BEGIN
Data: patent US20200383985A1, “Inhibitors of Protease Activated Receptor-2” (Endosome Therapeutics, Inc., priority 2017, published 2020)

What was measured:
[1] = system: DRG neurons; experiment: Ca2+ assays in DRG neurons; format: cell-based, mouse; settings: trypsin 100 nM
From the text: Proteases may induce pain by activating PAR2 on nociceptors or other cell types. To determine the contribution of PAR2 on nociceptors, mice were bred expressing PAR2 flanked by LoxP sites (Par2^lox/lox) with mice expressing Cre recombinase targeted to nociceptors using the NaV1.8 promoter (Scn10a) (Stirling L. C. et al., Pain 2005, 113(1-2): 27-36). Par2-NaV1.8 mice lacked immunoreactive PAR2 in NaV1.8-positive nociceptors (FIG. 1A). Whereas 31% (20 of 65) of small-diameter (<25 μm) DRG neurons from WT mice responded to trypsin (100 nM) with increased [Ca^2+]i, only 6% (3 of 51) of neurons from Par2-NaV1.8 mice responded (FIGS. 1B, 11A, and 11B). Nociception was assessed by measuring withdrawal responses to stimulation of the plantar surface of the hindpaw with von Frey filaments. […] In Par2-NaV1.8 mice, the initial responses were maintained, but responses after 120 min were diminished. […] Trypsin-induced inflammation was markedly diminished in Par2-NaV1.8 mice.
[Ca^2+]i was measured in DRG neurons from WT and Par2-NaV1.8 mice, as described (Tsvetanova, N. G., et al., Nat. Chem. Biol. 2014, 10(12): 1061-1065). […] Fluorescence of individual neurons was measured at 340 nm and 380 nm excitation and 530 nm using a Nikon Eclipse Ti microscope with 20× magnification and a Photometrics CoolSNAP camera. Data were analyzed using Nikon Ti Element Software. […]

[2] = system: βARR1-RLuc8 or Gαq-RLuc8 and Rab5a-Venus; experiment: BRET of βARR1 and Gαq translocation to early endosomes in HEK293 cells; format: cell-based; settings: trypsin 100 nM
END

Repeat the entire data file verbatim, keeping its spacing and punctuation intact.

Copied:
Data: patent US20200383985A1, “Inhibitors of Protease Activated Receptor-2” (Endosome Therapeutics, Inc., priority 2017, published 2020)

What was measured:
[1] = system: DRG neurons; experiment: Ca2+ assays in DRG neurons; format: cell-based, mouse; settings: trypsin 100 nM
From the text: Proteases may induce pain by activating PAR2 on nociceptors or other cell types. To determine the contribution of PAR2 on nociceptors, mice were bred expressing PAR2 flanked by LoxP sites (Par2^lox/lox) with mice expressing Cre recombinase targeted to nociceptors using the NaV1.8 promoter (Scn10a) (Stirling L. C. et al., Pain 2005, 113(1-2): 27-36). Par2-NaV1.8 mice lacked immunoreactive PAR2 in NaV1.8-positive nociceptors (FIG. 1A). Whereas 31% (20 of 65) of small-diameter (<25 μm) DRG neurons from WT mice responded to trypsin (100 nM) with increased [Ca^2+]i, only 6% (3 of 51) of neurons from Par2-NaV1.8 mice responded (FIGS. 1B, 11A, and 11B). Nociception was assessed by measuring withdrawal responses to stimulation of the plantar surface of the hindpaw with von Frey filaments. […] In Par2-NaV1.8 mice, the initial responses were maintained, but responses after 120 min were diminished. […] Trypsin-induced inflammation was markedly diminished in Par2-NaV1.8 mice.
[Ca^2+]i was measured in DRG neurons from WT and Par2-NaV1.8 mice, as described (Tsvetanova, N. G., et al., Nat. Chem. Biol. 2014, 10(12): 1061-1065). […] Fluorescence of individual neurons was measured at 340 nm and 380 nm excitation and 530 nm using a Nikon Eclipse Ti microscope with 20× magnification and a Photometrics CoolSNAP camera. Data were analyzed using Nikon Ti Element Software. […]

[2] = system: βARR1-RLuc8 or Gαq-RLuc8 and Rab5a-Venus; experiment: BRET of βARR1 and Gαq translocation to early endosomes in HEK293 cells; format: cell-based; settings: trypsin 100 nM